Purgatory Online

Wednesday, February 18, 2004

The party line continues to be that the Angels are perfectly comfortable heading into spring training with six starters. Just to recap, they are: Bartolo Colon, Jarrod Washburn, Kelvim Escobar, John Lackey, Ramon Ortiz, and Aaron Sele. Additionally, the Angels have Scot Shields, who's performed competently as a spot starter, in the bullpen, as well as a couple of minor-league pitchers who may or may not be ready for work with the big club.

It's a logjam. Or an armjam, anyway.

Realistically, Colon, Washburn, and Escobar are pretty close to guaranteed a spot in the rotation. Most of the stuff I've been reading assumes that Lackey is in, too, although a look at his numbers reveals a guy who's been almost exactly average over the last couple of years, albeit with flashes of dominance (and a permanent place in the hearts of Angels fans as the guy who pitched five good innings to start Game 7). Lackey's big advantage is that he's a youngster - 25 years old - and can be expected to improve for the next few years. So he's a good bet to be starter #4.

Neither Ortiz nor Sele is a safe bet to return to their glory days. Ortiz has had his ups and downs, will turn 31 before the season starts, and I get the sense that the Angels have grown just a little bit weary of waiting for him to fulfill his potential. After a pair of good seasons in 2001 and 2002, he had a subpar 2003. Then again, who didn't?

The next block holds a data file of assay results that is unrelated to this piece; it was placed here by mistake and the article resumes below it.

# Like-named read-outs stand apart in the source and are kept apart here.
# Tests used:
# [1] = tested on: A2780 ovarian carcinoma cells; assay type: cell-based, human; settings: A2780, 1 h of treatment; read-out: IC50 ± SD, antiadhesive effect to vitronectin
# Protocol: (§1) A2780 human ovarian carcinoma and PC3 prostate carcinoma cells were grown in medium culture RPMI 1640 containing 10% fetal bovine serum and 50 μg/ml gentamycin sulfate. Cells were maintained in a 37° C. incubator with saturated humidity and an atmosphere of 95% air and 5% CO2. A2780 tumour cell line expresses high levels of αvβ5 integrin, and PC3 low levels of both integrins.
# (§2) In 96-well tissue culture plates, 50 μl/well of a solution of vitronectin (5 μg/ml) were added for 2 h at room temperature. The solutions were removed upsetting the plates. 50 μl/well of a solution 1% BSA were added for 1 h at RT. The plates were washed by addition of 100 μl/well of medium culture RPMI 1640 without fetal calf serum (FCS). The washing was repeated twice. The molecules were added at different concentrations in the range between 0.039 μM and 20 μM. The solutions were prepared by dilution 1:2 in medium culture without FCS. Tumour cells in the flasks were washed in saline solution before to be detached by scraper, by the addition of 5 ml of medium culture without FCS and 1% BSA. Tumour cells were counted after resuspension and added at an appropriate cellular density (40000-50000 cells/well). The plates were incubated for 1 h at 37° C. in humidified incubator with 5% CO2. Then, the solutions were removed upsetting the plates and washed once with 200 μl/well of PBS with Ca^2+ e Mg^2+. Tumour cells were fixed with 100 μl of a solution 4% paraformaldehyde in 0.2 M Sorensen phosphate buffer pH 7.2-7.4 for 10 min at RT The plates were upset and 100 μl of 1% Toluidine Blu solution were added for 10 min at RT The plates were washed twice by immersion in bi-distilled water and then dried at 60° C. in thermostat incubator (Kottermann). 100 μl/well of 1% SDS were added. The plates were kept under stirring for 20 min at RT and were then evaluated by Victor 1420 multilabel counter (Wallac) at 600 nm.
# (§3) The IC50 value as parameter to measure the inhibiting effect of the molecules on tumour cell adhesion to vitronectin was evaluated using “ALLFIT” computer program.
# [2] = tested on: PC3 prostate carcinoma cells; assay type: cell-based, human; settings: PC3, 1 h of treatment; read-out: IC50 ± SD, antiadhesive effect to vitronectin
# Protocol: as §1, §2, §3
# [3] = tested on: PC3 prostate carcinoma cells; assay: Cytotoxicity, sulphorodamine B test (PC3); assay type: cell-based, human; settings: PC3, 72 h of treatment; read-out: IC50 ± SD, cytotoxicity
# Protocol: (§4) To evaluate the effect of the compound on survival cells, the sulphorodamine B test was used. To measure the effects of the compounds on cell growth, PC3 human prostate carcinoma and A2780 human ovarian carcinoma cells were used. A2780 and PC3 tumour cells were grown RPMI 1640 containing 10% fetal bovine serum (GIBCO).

Sele, meanwhile, is three years older than Ortiz, and attempting to come back from an injury, to boot. I suspect that his days of sub-4.00 ERAs are done, but he's certainly wouldn't surprise anyone by being a capable fifth starter. He'll be making somewhere in the $8 million range in 2004, meaning that his contract is virtually untradable at this point. If he impresses in spring training, he'll likely get the slot in the rotation, and the Angels will attempt to deal Ortiz. If he doesn't, the Angels will either release him (bringing the amount they'll spend on starting pitchers not playing for them in 2004 to $20 million), or attempt to trade him while picking up some of his contract money. Either choice would be perilous - keeping Sele means keeping your fingers crossed that he doesn't get injured again, or just plain break down over the course of a season. Trading or releasing him means you end up paying for something you're not using. Fortunately, the presence of Shields as an emergency fifth starter should give the Angels the flexibility to use either Ortiz or Sele as their fifth starter, on the theory that even if they choose a dud and trade away the other, they still have a competent backup.

No matter how many times Stoneman says that all jobs are up for grabs, expect most eyes to be on Aaron Sele. Pitchers and catchers report tomorrow; the first spring training game is versus San Diego on March 5.